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Mindfulness Amidst the Pandemic

After a large company with more than 10,000 employees participated in a mindfulness class that the office offered, Duke University conducted a post-event study and found that among those who took part in the class, the following were observed:

  • 28% reduction in self-reported stress levels

  • 20% improvement in sleep quality

  • 19% reduction in pain

  • an average of 62 minutes per week of added productivity

Companies like Google, Apple, Nike, Goldman Sachs, General Mills, and many others have started offering mindfulness programs to boost productivity and to promote better mental health and happiness among their employees.

What exactly is mindfulness and what benefits does it offer?

Mindfulness is deep awareness of our thoughts, feelings, sensations, and our environment. Ideally, mindfulness is maintained in every moment because the goal is to turn it into a way of life. When we practice mindfulness, we are able to focus on the present moment whenever we want or need to, no matter what is happening around us.

Meditation is just one of many ways to practice mindfulness. When we meditate, we immerse ourselves in the moment for a certain amount of time. Regular practice will help us develop the ability to be fully present (or mindful) for most of our waking hours.

Studies have shown that practicing mindfulness can lead to many physical, psychological and social benefits. People who are more mindful are happier, more patient, more accepting, positive, and compassionate. They also have lower stress levels, decreased aggression, frustration, and sadness. Furthermore, mindfulness has been proven to help with pain, depression and even disease.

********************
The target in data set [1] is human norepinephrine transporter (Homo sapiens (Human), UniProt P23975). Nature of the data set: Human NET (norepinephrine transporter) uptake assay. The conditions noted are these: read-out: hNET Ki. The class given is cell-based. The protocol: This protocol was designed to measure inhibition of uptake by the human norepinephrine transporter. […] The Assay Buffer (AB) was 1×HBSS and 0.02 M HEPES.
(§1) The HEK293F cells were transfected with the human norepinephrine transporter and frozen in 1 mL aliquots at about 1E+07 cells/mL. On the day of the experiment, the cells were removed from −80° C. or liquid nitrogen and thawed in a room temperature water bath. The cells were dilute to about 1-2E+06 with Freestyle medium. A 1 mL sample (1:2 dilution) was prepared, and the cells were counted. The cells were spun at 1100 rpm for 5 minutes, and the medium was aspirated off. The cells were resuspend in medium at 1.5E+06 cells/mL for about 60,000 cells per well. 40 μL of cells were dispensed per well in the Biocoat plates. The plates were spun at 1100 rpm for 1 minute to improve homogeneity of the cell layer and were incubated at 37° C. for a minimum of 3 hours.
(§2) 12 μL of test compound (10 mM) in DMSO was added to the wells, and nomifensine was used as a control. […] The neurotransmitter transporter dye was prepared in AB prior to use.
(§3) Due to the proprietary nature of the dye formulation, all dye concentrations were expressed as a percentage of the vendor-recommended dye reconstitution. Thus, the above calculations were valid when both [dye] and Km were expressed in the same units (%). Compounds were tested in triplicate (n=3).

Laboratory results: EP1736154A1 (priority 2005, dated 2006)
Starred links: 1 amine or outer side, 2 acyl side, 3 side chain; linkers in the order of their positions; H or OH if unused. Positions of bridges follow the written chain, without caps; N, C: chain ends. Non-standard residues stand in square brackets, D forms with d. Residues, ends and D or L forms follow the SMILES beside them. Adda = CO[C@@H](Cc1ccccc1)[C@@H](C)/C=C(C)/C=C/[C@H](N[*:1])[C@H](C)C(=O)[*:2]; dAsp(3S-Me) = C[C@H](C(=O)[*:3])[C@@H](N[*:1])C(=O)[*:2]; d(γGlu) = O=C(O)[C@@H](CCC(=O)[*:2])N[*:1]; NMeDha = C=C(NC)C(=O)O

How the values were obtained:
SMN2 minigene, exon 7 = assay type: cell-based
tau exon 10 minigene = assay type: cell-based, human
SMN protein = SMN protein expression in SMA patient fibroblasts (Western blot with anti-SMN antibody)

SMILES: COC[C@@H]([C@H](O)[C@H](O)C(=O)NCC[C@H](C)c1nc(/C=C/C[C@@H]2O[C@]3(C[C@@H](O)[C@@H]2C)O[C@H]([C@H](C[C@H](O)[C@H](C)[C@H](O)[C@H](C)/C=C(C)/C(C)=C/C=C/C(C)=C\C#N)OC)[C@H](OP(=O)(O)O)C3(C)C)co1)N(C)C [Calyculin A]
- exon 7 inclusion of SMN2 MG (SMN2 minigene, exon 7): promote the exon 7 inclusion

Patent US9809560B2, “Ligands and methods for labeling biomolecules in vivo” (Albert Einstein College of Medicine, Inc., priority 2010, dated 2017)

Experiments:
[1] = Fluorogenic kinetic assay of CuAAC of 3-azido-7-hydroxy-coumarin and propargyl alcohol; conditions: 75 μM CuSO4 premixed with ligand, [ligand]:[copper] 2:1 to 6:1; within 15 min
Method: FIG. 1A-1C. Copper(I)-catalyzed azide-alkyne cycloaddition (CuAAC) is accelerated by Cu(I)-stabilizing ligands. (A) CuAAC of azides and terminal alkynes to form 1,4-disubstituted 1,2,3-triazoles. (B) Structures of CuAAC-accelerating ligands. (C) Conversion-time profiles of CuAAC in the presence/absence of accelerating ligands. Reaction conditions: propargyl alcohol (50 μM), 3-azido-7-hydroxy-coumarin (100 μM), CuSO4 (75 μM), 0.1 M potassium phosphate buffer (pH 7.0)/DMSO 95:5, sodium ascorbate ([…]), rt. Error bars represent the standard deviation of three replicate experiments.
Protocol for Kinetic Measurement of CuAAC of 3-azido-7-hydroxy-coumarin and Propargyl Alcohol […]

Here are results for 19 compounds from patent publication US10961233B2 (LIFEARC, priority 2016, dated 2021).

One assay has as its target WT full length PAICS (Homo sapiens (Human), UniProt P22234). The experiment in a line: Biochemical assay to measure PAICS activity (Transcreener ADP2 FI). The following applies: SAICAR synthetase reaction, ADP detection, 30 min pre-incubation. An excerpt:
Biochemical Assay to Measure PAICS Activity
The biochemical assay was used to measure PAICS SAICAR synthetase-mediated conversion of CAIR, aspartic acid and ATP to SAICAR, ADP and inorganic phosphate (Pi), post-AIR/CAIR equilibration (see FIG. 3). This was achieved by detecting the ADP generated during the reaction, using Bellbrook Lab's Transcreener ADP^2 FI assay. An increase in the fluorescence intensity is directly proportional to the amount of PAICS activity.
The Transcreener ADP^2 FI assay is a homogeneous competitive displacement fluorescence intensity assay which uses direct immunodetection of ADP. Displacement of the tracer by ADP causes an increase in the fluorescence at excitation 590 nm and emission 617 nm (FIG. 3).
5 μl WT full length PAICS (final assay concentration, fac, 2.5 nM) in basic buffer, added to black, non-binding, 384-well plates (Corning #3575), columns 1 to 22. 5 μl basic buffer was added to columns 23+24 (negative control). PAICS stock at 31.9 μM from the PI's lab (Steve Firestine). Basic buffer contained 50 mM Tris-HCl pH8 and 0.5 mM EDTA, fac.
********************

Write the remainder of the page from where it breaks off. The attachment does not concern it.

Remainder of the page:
However, we must not think that mindfulness itself gets rid of stress or problems. Rather, it helps us handle difficult situations by making us more aware of the unpleasant emotions and thoughts that arise as a result of these situations. When we are more aware or mindful, we think before we act and we are able to make sane decisions, avoiding complications and unpleasant confrontations.

When paying attention to our thoughts and feelings, it is also important that we do not judge them, that we simply accept them as they are. It is important to emphasize that being judgmental is different from making judgments or judging/discerning. The latter is all about using our common sense to be able to make wise decisions or to help loved ones avoid making poor choices.

Being judgmental, on the other hand, has to do with making judgments in a way that may hurt others rather than help them. When we are overly critical of other people's character and when we diminish them in our or in other people's eyes, then this is negative judgment. We must never regard someone as "small" because of their attributes, their choices, or the situations that they have no control over.

Reaching a state of mindfulness

Aside from meditation, there are other ways to practice mindfulness. Among these is the practice of mindful breathing. Focus on each breath--the way it goes in and out of your body. Thich Nhat Hanh, a Buddhist monk from Vietnam, said: "Whenever your mind becomes scattered, use your breath to take hold of your mind again." It is, therefore, helpful to practice conscious breathing during stressful situations.

You can also practice mindfulness by paying attention to what is around you: sounds, temperature, images, even your thoughts. Observe them without deciding whether they are good or bad. Use your senses to experience how to be fully present. This awareness practice may be employed whether you are still or in motion. It's great to practice awareness while walking, commuting, talking to others, working, doing chores, etc. Being absolutely present where you are and noticing the world around you is a mindfulness practice.